5 ways to protect inherited iras roth iras-Ed Slott

We had a beneficiary years ago who withdrew around $600,000 from his father’s IRA before an inherited IRA was set up, and immediately over $200,000 was lost to taxes and the funds ceased to exist as an inherited IRA.

2 – Set up the inherited IRA correctly
What should be done first? Advisors should know that after death, no funds should be moved from the decedent’s IRA until a properly-titled inherited IRA is set up.

The IRA should be titled as an inherited IRA. Before any funds are moved, the account should be re-titled keeping the name of the deceased IRA owner on the account and adding the beneficiary’s name to the title.

One example of a properly-titled inherited IRA is: “John Smith IRA, deceased 11-5-18, f/b/o John Smith, Jr., beneficiary.”

Correct titling must also be done when a trust is the IRA beneficiary.
In that case the account can be titled as: “John Smith IRA, deceased 11-5-18, f/b/o Adam Taylor, Trustee of The John Smith Trust, beneficiary.”

If there are multiple beneficiaries, then each beneficiary’s share must be set up as a separate inherited IRA. The split must be done as a direct transfer, and the split must be done by the end of the year after death to allow each beneficiary to do a stretch IRA based on their own life expectancy.

3 – No contributions
Let IRA beneficiaries know that this is an inherited IRA, not their own IRA. They cannot make contributions to this account. If they do, they are deemed to have treated the account as their own and the entire account balance becomes subject to taxation and must be emptied. An inherited Roth IRA may not be taxable, but the inherited Roth IRA is also deemed withdrawn and the funds are no longer inherited Roth funds, if contributions are made to the account.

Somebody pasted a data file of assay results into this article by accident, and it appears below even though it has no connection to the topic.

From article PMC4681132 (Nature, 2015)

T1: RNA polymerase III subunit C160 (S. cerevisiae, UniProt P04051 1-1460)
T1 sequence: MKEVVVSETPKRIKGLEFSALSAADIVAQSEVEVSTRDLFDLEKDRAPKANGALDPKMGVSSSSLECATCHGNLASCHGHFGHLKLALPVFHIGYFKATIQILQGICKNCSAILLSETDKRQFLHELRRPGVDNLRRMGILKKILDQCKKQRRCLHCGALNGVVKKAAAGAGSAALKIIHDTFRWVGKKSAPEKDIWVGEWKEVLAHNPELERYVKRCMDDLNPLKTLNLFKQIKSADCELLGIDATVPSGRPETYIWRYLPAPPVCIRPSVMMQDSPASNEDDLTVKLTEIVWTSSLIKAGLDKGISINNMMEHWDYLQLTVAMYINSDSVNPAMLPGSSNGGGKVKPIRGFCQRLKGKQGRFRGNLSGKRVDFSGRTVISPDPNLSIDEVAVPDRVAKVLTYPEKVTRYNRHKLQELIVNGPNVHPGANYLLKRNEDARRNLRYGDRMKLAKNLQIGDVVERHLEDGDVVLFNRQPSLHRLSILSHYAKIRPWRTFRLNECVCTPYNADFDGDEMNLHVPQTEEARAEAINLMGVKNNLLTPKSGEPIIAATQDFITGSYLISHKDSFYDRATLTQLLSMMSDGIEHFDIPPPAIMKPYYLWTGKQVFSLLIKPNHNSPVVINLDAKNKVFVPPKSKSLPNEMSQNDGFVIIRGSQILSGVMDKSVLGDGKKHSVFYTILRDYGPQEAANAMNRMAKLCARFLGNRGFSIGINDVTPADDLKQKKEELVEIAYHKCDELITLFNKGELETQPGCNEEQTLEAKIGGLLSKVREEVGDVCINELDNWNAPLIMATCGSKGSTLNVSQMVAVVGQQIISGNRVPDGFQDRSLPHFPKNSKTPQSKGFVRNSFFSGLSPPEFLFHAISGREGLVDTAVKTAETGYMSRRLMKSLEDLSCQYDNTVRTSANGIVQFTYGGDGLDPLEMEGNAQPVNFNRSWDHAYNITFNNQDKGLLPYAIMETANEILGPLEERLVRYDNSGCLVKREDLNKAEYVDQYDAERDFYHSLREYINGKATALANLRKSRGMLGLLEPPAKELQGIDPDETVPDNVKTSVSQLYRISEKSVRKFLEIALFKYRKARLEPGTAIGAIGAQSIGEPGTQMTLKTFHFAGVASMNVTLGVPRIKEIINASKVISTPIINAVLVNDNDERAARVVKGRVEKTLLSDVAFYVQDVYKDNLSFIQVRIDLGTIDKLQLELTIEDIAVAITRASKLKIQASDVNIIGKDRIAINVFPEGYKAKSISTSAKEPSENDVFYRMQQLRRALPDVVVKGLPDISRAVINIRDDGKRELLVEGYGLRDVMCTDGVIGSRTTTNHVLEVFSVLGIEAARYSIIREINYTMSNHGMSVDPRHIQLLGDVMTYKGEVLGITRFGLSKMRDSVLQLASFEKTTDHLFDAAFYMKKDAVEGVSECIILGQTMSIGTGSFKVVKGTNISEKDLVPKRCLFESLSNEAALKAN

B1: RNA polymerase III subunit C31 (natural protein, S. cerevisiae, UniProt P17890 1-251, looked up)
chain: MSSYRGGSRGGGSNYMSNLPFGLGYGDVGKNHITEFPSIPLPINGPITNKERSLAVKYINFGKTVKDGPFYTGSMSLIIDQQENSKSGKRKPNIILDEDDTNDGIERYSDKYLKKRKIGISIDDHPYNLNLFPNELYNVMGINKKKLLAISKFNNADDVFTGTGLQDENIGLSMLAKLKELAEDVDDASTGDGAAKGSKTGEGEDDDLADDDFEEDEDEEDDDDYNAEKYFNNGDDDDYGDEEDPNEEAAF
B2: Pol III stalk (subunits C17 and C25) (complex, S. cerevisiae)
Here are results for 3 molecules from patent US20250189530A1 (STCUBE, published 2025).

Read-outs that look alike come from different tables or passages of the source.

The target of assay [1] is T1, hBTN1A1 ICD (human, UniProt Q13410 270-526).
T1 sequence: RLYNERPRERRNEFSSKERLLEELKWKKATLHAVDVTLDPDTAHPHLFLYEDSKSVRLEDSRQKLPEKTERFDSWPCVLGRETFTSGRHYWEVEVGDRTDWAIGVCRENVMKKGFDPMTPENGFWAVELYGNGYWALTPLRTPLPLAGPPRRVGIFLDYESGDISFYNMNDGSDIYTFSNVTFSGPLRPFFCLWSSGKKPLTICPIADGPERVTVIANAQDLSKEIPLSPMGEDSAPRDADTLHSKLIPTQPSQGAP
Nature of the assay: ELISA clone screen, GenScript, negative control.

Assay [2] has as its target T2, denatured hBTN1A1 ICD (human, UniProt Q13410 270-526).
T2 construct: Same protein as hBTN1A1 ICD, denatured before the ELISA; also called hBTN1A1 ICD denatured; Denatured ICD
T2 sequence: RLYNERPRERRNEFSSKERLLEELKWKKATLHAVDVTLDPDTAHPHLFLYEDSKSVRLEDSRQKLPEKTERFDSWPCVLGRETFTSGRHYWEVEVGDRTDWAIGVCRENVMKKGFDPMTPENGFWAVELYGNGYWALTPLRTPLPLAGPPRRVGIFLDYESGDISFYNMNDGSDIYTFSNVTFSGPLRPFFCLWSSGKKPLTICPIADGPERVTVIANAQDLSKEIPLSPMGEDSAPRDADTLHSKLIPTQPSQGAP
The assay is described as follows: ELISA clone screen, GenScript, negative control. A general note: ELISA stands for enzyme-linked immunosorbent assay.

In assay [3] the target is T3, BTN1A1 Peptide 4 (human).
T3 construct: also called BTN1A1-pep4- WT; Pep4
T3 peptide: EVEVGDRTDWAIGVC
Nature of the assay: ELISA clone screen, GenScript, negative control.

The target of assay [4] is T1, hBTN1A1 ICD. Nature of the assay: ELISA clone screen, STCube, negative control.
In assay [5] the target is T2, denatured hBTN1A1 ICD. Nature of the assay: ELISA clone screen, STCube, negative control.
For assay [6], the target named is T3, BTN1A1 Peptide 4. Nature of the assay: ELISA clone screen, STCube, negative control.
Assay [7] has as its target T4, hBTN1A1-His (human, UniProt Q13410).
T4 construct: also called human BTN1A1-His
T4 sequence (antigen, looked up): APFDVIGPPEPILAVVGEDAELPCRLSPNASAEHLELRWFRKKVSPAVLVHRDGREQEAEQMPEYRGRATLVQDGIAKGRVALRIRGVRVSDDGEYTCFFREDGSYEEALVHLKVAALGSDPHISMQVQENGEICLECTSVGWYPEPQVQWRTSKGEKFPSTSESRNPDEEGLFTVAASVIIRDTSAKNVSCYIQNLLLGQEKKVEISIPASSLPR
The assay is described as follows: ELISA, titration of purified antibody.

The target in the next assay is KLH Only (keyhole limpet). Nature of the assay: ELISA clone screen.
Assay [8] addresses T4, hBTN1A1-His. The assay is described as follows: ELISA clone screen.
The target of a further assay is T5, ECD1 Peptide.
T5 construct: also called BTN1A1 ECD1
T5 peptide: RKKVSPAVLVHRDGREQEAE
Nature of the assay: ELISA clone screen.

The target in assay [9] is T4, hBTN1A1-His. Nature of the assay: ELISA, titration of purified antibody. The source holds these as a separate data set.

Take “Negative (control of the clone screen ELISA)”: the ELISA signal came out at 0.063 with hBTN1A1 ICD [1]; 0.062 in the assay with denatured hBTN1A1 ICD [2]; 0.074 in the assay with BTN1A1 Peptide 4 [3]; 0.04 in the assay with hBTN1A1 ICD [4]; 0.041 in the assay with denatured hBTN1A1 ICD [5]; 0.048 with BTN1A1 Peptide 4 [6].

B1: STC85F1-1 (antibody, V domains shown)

4- Move inherited funds correctly
Inherited IRA funds can only be moved as direct transfers. As mentioned earlier, a non-spouse beneficiary can never do a rollover. A common mistake occurs when an uninformed beneficiary wishes to move the funds to a different bank, broker or financial advisor, or to you. If the funds are withdrawn as opposed to a direct transfer, they become subject to taxation and cannot be rolled over. This is another mistake that cannot be corrected.

5- Take correct RMDs
The 50% penalty for not taking RMDs also applies to inherited IRAs. Help IRA beneficiaries calculate the correct RMD. If they are a designated beneficiary, meaning the beneficiary is an individual or a qualifying trust, they can use the stretch IRA. Use the IRS Single Life Table. Use the age of the beneficiary in the year after death when RMDs will begin.

In addition, if the decedent died before taking any year-of-death RMD, the beneficiary must take that RMD. If it is missed, it is the beneficiary who will be hit with the 50% penalty.

If the inherited IRA is a Roth IRA it is subject to RMDs, even though Roth IRAs are exempt from lifetime RMDs. The beneficiary must take RMDs the same as for an inherited traditional IRA. The RMD from the inherited Roth will generally be tax free but it still must be taken. If it is not, it will be subject to the 50% penalty even if the RMD would have been tax free.

If you have a client who will be leaving an IRA to the next generation, or your client has just won the IRA lottery by inheriting a significant IRA, use these proactive steps to protect those funds and make them last. This is a valuable service that is often neglected. Help your new beneficiary clients keep their IRA proceeds.